Virgin Orbit is also looking to ramp up production of its rockets and have them stocked up to be able to serve a customer whenever needed. The aim, Eisele says, is to be launching multiple times a month.
Relativity Space, established in 2015 and headquartered in California, also plans to offer rapid responsive access to space. The company is developing a fully 3D-printed ground launcher, which it hopes will be commercially available in 2021.
The company’s Vice President of Business Development and Government Affairs Joshua Brost said reliance on additive manufacturing cuts production, simplifies the production process and reduces cost, allowing the company to offer what he described as the best price in the market. The company says they will be able to make a rocket in under 60 days.
“As the market evolves, customers are wanting more and more flexibility and wanting to purchase their own launchers closer and closer to the actual launch date,” he says. “Historically, satellite operators would purchase launches two years before launch and then got a very long integration process. But many of the satellite operators that are in the market today are building satellites much faster than that and want to get them to space as soon as they are finished being produced.”
He expects the market to further fragment with some small satellites getting somewhat bigger and more sophisticated, and the operators to require more from launch providers than just being an afterthought.
“We offer rapid access to space for small satellites, taking them exactly to their end destination, while the large launchers can certainly offer a lower price if the customers are willing to take the sub-optimal orbit and wait until there is a full mission aggregated,” Brost says.
Frost & Sullivan’s Sampathkumar says that while cost will remain the strongest factor influencing the choice of a launch provider, schedule and availability will play an increasingly important role.
“Not having to pre-book and wait one year in advance will drive many new players towards those services which allow booking on short notice,” Sampathkumar says. “With serial production of small-satellites kicking in, the different production schedules will result in lumps of demand for launch slots over the calendar year and the flexibility of booking a launch close to the launch date will drive decisions further.”
The trend, he adds, will be toward a more diverse offering and a lower price for the client.
Getting the Best Deal
Blake expects launch service providers, such as Spaceflight, to play an important role in the brave new world of small satellites, managing a sophisticated portfolio of launch options that will enable utilizing the available assets most effectively.
“When we started, there was just a very few launchers that were willing to take ride shares and willing to book multiple customers onto a vehicle,” he says. “Now, with the proliferation of small launch vehicles, there is a lot more choice in what the customers can select. Many customers will still be OK with launching four times per year, but for those who need more options, we will have more granularity.”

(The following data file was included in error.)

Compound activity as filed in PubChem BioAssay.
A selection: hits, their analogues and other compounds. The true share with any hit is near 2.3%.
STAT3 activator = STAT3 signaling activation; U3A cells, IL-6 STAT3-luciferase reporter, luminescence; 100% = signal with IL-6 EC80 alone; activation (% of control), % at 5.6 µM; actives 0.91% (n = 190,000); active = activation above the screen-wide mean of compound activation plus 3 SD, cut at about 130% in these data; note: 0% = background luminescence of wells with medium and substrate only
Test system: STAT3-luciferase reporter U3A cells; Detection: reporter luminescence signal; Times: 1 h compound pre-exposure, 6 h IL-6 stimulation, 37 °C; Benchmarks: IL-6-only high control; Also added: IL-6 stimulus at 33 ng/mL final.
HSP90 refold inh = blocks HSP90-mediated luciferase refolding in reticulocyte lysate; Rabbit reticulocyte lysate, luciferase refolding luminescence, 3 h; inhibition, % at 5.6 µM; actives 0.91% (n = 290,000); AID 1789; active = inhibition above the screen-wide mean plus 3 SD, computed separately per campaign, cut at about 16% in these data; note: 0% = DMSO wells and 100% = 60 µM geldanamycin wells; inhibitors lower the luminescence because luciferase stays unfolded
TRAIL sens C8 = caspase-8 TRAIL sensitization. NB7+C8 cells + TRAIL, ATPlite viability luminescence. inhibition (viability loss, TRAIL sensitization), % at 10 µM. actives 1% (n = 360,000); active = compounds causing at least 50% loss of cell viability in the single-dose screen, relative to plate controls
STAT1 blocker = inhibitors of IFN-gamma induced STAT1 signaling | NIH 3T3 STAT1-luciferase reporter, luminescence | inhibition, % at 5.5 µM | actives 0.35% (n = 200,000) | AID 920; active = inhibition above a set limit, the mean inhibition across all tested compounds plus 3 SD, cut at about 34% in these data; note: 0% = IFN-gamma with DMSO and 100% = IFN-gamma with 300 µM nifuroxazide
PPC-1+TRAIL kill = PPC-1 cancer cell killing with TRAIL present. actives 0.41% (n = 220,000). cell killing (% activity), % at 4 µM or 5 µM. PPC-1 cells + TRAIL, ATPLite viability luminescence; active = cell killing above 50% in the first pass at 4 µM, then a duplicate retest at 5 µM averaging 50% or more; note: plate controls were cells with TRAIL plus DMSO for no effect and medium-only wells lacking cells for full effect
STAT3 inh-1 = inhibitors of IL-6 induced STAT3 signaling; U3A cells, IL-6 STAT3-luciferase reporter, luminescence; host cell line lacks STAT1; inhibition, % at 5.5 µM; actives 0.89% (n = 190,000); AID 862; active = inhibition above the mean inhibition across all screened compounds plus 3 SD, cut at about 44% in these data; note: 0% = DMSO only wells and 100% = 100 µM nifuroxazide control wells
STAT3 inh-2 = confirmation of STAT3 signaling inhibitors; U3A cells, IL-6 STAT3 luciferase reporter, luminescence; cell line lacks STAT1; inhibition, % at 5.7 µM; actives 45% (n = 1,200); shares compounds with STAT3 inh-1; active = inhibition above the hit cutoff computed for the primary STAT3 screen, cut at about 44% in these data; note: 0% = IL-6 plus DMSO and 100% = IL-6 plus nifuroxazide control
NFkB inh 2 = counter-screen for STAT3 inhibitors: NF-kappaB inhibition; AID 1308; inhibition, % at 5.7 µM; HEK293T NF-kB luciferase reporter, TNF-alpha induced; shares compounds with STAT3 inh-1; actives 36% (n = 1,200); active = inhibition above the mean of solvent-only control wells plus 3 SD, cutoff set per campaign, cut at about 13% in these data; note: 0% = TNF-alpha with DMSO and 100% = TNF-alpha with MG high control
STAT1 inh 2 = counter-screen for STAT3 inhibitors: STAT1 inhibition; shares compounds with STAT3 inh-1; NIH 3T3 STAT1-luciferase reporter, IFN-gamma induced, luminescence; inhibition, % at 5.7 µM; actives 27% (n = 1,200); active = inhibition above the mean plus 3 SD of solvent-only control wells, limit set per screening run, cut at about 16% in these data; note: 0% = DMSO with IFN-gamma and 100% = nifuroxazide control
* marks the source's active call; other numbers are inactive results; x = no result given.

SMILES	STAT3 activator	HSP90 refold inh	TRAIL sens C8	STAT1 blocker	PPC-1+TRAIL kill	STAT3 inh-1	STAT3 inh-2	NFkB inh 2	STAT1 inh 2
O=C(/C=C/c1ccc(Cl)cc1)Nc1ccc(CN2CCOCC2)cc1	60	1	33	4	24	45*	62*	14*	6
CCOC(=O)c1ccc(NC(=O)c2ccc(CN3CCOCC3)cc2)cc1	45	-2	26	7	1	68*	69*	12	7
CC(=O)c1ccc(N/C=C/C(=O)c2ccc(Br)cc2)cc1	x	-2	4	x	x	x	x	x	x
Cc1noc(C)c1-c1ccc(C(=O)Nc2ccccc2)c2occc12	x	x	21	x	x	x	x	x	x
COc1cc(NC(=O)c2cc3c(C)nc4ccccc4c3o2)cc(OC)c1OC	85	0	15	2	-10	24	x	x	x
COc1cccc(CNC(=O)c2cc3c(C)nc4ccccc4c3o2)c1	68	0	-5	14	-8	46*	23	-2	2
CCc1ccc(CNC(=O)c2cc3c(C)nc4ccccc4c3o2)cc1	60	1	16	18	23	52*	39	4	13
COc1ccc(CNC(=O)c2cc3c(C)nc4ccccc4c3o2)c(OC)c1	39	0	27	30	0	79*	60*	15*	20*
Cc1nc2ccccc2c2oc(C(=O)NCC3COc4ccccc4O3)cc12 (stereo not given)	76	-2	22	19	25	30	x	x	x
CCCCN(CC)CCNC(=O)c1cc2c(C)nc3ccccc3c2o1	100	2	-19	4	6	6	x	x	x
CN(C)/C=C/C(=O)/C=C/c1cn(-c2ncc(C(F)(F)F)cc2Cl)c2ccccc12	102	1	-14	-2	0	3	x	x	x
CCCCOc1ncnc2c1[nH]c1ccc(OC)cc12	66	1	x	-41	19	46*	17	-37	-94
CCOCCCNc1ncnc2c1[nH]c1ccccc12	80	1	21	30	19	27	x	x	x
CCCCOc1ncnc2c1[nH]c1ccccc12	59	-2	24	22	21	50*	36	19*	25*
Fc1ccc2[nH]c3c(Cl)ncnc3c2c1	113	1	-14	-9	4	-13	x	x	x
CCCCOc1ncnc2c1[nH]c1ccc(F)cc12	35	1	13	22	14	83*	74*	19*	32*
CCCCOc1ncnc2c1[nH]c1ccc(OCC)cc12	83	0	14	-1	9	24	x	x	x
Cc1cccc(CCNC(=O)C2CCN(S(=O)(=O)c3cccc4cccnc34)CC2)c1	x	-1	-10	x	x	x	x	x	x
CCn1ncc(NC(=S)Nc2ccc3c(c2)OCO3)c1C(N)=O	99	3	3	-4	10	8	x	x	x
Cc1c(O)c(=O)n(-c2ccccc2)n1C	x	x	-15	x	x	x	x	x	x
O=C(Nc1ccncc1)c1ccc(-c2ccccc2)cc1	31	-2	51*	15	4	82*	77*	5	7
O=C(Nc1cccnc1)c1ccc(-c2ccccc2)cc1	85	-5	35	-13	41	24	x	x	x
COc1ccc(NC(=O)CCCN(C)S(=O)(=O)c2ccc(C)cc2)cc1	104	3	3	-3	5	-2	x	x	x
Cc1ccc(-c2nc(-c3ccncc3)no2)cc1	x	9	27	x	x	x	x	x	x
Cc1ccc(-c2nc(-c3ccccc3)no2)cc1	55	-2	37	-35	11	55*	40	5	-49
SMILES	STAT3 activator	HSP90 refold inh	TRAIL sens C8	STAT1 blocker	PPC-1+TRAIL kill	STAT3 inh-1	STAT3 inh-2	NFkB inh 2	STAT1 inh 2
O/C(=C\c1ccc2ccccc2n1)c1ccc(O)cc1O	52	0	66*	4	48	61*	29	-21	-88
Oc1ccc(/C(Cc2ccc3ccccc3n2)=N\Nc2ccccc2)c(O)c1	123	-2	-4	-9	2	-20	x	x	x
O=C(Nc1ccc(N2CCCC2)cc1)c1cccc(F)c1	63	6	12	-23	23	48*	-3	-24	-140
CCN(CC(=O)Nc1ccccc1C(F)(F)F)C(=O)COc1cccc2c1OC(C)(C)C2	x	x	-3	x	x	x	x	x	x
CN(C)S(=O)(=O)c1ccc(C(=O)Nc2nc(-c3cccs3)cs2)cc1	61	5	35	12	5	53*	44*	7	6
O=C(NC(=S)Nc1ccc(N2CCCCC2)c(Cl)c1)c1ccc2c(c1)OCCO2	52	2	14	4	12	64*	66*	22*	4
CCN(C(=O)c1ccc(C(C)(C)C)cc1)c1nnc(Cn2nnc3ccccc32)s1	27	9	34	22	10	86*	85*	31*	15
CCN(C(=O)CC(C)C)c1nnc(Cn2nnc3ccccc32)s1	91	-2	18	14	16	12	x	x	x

Blake believes that it always be better for satellite companies to purchase launches from launch service providers such as Spaceflight Industries rather than from launch providers directly, despite the presumed slightly higher cost per kilogram to orbit. More efficient filling of spare capacity, compared to what any individual launcher would be capable of, as well as the ability to swap customers around if needed, will provide the best cost to reliability ratio, according to Blake.
“If you have a launch vehicle and it costs eight million dollars to purchase and it’s half full, then the price is much higher per kilogram and per customer than it is when it’s completely full,” he says.
“The other advantage is that launch vehicles and customers alike have difficulties over time and what we do is that we put enough customers over enough launch vehicles so that if someone has a problem ... we’ll move them off that launch and substitute someone else in. We charge them a change fee but by doing that they won’t lose the investment they have in that launch vehicle.”
Megaconstellations Unproven Business Case — Is it a Risk?
The growth in the smallsat market is expected to be driven by the arrival of megaconstellations such as OneWeb or SpaceX’s Starlink. Some argue that the business case for these projects is not yet proven, and many might not succeed in the long term. In November last year, LeoSat, which planned to operate a constellation of about 100 cross-linked satellites, aiming to provide high-speed internet services to business and government users, suspended operations due to a lack of investment. The launch providers interviewed by Via Satellite, however, don’t see the fate of LeoSat as a cause for concern.
“Like any emerging market, you will see some of these providers succeed and some not,” Relativity Space’s Joshua Brost says. “But I think that the net result will be a much larger market than we have today. The launch services providers that will be flexible and adaptable to whichever of those business models win out will be the ones that will capture most of the market.”
Stephen Eisele of Virgin Orbit says that large constellations are not a main focus and the company only expects to provide complementary services to these operators.
“The majority of constellations we focus on are much smaller — five, maybe fifty satellites,” Eisele says. “The mega constellations will mostly use big rockets. But even if some of the first-generation megaconstellations won’t make it, which is quite likely, they will pave the way for new markets, new applications and services."
Frost & Sullivan’s Sampathkumar says that despite LeoSat’s failure to secure further investment, OneWeb's progress suggests that megaconstellations are heading toward a self-sustainable model.
“Uncertainty is unavoidable for these new players,” he says. “They have to secure the funding and the constellation size imposes a waiting time following which they have to launched into orbit. The launch service providers ... can capitalize on the waiting time by evolving their serial production capabilities to achieve multiple launches over a year.” VS